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J Proteome Res. 2007 Feb;6(2):672-82.

Identification of cellular interaction partners of the influenza virus ribonucleoprotein complex and polymerase complex using proteomic-based approaches.

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Department of Virology, Institute for Medical Microbiology and Hygiene, University of Freiburg, Germany.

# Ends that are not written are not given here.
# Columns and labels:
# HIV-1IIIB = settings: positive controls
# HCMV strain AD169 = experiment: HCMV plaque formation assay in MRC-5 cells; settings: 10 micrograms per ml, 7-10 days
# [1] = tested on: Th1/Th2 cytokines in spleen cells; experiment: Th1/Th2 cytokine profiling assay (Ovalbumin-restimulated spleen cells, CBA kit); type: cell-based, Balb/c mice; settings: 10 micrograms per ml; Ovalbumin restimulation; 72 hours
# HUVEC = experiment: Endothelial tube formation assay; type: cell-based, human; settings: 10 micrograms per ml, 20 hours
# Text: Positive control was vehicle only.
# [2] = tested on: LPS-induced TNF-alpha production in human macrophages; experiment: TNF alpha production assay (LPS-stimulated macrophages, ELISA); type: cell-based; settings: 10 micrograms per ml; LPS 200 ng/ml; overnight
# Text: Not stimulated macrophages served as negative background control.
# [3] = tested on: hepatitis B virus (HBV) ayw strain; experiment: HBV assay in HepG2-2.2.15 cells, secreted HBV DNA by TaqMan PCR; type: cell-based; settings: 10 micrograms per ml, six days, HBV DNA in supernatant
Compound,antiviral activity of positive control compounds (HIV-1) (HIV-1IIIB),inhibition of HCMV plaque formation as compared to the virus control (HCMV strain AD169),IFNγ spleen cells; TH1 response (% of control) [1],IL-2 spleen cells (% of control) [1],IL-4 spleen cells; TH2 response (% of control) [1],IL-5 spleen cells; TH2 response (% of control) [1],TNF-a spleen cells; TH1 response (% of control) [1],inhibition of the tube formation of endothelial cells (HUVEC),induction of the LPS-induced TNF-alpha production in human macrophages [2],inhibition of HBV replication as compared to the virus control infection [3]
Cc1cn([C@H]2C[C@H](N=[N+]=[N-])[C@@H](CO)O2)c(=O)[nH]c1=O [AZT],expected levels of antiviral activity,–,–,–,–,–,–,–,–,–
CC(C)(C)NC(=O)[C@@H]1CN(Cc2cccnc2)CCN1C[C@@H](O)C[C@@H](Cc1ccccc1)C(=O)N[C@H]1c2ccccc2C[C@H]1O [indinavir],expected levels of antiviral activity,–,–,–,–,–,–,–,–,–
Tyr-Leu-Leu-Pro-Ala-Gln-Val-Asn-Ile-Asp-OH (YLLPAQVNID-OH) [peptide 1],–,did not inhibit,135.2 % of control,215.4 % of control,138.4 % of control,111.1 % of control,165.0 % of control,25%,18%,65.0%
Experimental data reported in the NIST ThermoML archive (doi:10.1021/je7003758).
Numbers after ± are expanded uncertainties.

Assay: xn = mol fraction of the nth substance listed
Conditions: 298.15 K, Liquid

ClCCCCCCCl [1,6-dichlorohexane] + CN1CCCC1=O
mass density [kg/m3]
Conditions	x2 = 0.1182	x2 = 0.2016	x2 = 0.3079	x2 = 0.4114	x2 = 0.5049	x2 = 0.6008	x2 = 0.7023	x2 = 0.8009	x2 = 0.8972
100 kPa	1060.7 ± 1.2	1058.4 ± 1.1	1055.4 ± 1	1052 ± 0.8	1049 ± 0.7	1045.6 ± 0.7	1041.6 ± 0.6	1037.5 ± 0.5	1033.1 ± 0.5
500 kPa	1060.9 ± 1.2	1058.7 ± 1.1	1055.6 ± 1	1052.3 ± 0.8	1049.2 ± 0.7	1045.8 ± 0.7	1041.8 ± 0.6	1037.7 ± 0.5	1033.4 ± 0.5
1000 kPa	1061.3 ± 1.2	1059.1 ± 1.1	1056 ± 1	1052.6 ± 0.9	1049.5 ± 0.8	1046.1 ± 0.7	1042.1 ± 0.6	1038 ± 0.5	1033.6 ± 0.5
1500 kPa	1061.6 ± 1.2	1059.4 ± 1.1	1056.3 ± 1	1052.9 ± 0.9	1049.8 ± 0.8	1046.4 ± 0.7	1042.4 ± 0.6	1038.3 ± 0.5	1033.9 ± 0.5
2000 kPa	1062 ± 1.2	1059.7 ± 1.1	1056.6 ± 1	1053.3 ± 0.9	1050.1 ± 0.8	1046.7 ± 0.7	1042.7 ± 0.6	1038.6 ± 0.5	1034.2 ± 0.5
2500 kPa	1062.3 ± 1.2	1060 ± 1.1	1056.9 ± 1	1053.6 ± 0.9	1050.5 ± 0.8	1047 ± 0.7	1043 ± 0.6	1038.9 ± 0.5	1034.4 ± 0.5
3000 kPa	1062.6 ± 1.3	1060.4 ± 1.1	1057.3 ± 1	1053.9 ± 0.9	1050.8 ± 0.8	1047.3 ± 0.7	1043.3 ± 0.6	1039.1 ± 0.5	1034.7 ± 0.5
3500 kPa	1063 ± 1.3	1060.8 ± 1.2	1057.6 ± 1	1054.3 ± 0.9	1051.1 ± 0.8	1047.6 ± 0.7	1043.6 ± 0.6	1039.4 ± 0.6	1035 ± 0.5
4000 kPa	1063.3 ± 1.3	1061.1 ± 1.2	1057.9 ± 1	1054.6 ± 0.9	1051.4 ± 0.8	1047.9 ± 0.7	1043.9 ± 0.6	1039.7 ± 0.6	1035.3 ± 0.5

Cellular factors that associate with the influenza A viral ribonucleoprotein (vRNP) are presumed to play important roles in the viral life cycle. To date, interaction screens using individual vRNP components, such as the nucleoprotein or viral polymerase subunits, have revealed few cellular interaction partners. To improve this situation, we performed comprehensive, proteomics-based screens to identify cellular factors associated with the native vRNP and viral polymerase complexes. Reconstituted vRNPs were purified from human cells using Strep-tagged viral nucleoprotein (NP-Strep) as bait, and co-purified cellular factors were identified by mass spectrometry (MS). In parallel, reconstituted native influenza A polymerase complexes were isolated using tandem affinity purification (TAP)-tagged polymerase subunits as bait, and co-purified cellular factors were again identified by MS. Using these techniques, we identified 41 proteins that co-purified with NP-Strep-enriched vRNPs and four cellular proteins that co-purified with the viral polymerase complex. Two of the polymerase-associated factors, importin-beta3 and PARP-1, represent novel interaction partners. Most cellular proteins previously shown to interact with either viral NP and/or vRNP were also identified using our method, demonstrating its sensitivity. Co-immunoprecipitation studies in virus-infected cells using selected novel interaction partners, including nucleophosmin (NPM), confirmed their association with vRNP. Immunofluorescence analysis further revealed that NPM is recruited to sites of viral transcription and replication in infected cells. Additionally, overexpression of NPM resulted in increased viral polymerase activity, indicating its role in viral RNA synthesis. In summary, the proteomics-based approaches used in this study represent powerful tools to identify novel vRNP-associated cellular factors for further characterization.

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